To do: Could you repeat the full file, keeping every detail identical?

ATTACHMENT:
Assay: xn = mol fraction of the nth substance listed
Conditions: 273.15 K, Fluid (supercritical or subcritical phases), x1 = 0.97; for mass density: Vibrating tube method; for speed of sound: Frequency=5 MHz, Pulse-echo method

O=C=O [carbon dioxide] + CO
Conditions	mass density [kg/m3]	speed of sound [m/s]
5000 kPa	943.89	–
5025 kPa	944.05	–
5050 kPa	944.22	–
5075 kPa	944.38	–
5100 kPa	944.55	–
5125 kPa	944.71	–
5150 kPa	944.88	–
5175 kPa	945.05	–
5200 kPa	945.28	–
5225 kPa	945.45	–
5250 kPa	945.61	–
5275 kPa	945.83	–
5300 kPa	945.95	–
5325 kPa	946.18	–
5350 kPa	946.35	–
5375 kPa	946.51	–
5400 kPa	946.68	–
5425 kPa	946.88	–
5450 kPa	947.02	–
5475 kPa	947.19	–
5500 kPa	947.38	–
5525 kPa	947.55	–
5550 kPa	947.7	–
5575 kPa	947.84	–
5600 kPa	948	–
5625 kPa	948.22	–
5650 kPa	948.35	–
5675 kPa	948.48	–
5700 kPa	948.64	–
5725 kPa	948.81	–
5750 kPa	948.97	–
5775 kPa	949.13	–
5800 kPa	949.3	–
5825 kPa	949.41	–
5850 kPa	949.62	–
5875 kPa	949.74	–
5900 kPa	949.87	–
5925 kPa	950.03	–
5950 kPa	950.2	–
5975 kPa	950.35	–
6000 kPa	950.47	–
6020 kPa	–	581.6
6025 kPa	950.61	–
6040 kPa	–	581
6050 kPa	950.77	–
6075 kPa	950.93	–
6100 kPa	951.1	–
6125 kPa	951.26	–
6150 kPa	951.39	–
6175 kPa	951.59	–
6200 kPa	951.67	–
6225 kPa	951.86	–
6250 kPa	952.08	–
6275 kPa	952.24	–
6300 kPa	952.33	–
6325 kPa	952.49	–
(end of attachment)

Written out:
Assay: xn = mol fraction of the nth substance listed
Conditions: 273.15 K, Fluid (supercritical or subcritical phases), x1 = 0.97; for mass density: Vibrating tube method; for speed of sound: Frequency=5 MHz, Pulse-echo method

O=C=O [carbon dioxide] + CO
Conditions	mass density [kg/m3]	speed of sound [m/s]
5000 kPa	943.89	–
5025 kPa	944.05	–
5050 kPa	944.22	–
5075 kPa	944.38	–
5100 kPa	944.55	–
5125 kPa	944.71	–
5150 kPa	944.88	–
5175 kPa	945.05	–
5200 kPa	945.28	–
5225 kPa	945.45	–
5250 kPa	945.61	–
5275 kPa	945.83	–
5300 kPa	945.95	–
5325 kPa	946.18	–
5350 kPa	946.35	–
5375 kPa	946.51	–
5400 kPa	946.68	–
5425 kPa	946.88	–
5450 kPa	947.02	–
5475 kPa	947.19	–
5500 kPa	947.38	–
5525 kPa	947.55	–
5550 kPa	947.7	–
5575 kPa	947.84	–
5600 kPa	948	–
5625 kPa	948.22	–
5650 kPa	948.35	–
5675 kPa	948.48	–
5700 kPa	948.64	–
5725 kPa	948.81	–
5750 kPa	948.97	–
5775 kPa	949.13	–
5800 kPa	949.3	–
5825 kPa	949.41	–
5850 kPa	949.62	–
5875 kPa	949.74	–
5900 kPa	949.87	–
5925 kPa	950.03	–
5950 kPa	950.2	–
5975 kPa	950.35	–
6000 kPa	950.47	–
6020 kPa	–	581.6
6025 kPa	950.61	–
6040 kPa	–	581
6050 kPa	950.77	–
6075 kPa	950.93	–
6100 kPa	951.1	–
6125 kPa	951.26	–
6150 kPa	951.39	–
6175 kPa	951.59	–
6200 kPa	951.67	–
6225 kPa	951.86	–
6250 kPa	952.08	–
6275 kPa	952.24	–
6300 kPa	952.33	–
6325 kPa	952.49	–